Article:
Foundation: How do community colleges bolster entrepreneurial ecosystems?
Rebecca: Community colleges overall serve an older and more diverse student population. Many community college students are the first in their families to attend college, are immigrants, and in some cases are veterans. Diversity is a strength in communities and entrepreneurial endeavors.
Foundation: What are some practices that your member schools employ to help students practice and develop entrepreneurial skillsets while also respecting student bandwidth?
Rebecca: Community college students often don’t fit the mold of a “traditional college student”. Oftentimes they are juggling multiple responsibilities including but not limited to full-time jobs, children or elder care, and being a first-generation college student for their families. Our members have pivoted and adapted to best serve their students in a variety of ways including:
- Incorporating entrepreneurial mindset and skillset exercises across multiple disciplines, not just in business/entrepreneurship courses
- Offering credit for prior learning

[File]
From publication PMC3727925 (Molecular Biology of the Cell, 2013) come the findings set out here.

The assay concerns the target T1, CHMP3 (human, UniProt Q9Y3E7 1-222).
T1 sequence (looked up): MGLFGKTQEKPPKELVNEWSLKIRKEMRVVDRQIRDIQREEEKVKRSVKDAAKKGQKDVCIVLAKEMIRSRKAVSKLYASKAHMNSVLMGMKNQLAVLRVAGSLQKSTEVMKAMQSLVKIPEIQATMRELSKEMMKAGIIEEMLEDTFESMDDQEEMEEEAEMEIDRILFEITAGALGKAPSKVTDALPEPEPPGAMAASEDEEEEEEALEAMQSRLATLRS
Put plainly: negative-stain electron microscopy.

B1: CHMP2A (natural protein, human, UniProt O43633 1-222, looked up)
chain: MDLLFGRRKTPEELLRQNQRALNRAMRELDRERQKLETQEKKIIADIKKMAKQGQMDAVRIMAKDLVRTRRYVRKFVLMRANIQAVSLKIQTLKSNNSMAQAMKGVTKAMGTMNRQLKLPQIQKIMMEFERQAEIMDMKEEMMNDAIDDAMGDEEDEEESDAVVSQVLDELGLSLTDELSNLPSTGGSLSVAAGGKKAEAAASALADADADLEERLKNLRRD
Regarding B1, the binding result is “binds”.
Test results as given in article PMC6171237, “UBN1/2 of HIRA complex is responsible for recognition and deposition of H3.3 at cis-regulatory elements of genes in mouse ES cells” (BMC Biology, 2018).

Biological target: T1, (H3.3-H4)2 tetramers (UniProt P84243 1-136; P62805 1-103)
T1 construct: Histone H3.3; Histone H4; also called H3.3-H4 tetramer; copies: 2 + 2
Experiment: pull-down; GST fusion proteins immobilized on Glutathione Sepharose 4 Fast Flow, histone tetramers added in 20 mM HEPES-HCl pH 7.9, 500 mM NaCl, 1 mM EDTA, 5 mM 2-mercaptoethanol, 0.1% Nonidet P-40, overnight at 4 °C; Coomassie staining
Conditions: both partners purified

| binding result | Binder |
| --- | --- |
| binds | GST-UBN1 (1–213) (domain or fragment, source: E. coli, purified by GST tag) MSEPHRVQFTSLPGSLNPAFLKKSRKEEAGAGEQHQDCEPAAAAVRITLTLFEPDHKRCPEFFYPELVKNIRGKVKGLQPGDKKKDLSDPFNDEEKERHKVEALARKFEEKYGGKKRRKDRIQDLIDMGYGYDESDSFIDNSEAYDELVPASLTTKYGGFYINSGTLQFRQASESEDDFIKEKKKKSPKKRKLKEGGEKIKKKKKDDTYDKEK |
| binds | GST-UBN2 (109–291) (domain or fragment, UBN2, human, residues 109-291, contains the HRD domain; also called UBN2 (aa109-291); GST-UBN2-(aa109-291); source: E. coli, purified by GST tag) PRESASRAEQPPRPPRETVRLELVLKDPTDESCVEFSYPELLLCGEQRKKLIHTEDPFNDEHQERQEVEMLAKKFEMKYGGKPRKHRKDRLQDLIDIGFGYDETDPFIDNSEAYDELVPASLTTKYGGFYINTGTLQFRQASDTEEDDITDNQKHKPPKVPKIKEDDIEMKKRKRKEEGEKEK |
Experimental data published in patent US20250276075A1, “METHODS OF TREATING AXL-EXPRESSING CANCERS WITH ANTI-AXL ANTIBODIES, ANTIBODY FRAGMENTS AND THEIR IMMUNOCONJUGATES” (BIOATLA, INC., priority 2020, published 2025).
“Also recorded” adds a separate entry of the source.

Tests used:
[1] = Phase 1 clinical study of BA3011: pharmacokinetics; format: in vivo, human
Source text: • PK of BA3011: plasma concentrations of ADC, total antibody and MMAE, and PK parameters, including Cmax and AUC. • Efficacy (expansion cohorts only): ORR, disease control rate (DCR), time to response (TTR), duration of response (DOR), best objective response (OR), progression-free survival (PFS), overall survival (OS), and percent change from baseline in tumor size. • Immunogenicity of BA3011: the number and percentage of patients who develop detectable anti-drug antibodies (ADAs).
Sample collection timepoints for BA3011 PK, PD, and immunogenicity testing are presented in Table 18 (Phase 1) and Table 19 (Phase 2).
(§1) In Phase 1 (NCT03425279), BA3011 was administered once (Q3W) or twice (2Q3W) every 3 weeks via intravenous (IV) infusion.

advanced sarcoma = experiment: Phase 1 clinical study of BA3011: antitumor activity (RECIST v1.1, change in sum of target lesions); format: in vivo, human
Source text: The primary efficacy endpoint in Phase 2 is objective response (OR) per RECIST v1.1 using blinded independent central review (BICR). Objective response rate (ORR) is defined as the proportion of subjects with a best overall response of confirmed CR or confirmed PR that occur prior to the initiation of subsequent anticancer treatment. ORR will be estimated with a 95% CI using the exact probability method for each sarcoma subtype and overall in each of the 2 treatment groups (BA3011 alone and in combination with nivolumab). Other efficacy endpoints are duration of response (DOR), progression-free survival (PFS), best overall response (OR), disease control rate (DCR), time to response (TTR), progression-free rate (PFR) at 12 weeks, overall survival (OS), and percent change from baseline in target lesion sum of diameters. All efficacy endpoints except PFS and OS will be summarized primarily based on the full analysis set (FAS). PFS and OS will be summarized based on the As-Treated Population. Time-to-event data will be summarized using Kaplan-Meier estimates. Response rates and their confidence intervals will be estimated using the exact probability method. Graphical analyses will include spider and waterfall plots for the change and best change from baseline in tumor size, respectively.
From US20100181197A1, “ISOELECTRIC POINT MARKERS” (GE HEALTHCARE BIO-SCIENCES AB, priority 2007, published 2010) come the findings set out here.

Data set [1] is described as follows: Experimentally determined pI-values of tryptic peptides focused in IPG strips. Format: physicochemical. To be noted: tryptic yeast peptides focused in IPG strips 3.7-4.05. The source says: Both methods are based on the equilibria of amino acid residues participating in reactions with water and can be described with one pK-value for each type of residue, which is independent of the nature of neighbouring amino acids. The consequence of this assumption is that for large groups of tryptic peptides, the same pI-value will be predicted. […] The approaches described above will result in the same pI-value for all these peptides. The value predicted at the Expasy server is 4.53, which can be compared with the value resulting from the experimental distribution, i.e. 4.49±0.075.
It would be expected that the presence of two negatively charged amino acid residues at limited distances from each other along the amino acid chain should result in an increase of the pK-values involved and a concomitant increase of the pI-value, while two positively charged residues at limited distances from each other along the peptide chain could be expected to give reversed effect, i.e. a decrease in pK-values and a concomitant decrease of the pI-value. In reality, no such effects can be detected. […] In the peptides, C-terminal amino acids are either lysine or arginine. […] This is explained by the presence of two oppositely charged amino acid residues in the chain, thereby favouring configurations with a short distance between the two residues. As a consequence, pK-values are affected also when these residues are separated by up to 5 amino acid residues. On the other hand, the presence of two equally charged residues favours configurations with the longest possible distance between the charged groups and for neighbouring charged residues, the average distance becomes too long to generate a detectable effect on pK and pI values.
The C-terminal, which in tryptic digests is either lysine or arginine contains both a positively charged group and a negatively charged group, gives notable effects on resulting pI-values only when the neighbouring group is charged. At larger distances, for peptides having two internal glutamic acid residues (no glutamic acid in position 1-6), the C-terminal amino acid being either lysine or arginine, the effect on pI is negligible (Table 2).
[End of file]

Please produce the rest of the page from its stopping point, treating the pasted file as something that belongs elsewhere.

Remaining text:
- Providing mentoring and guidance services with fellow students or alumni that have similar backgrounds
- Flexibility with course formats – i.e. online, in-person, hybrid
- Non-credit entrepreneurial pathways that lead to stackable credentials that employers desire – getting a job is key!
Foundation: Your 2021 conference just concluded. What theme did you select, and why did it make sense for 2021?
Rebecca: While the official theme for the 2021 NACCE annual conference was Entrepreneurship in America’s Heartland, the focus truly was on advancing equity and future building. We welcomed over 450 attendees from 41 states both in person in Minneapolis and virtually. We were excited to have many in-person attendees from Minnesota, Wisconsin, Iowa, Ohio, and Michigan. Both in-person and virtual attendees had the opportunity to experience the George Floyd Global Memorial through on-site guided tours as well as a virtual tour. We set up an innovation studio on site that was staffed by college faculty and students that allowed participants to reflect on their experience and to consider how they might transform the opportunity into action on their college campuses and in their communities. At the conference, we also launched The NACCE Playbook Volume One that provides practical information for college presidents and their staff to incorporate entrepreneurship into their planning strategies. On the last day of our conference, we held a Future Building Summit that was sponsored by the Kauffman Foundation and featured 35 speakers including Deborah Hoover, CEO of Burton D. Morgan Foundation. Through interactive sessions on site and virtually we ideated about how to expand our impact in entrepreneurship and equity across the nation. NACCE’s podcast, Making Our Way Forward, and our books provided a framework for the discussion and plans moving forward.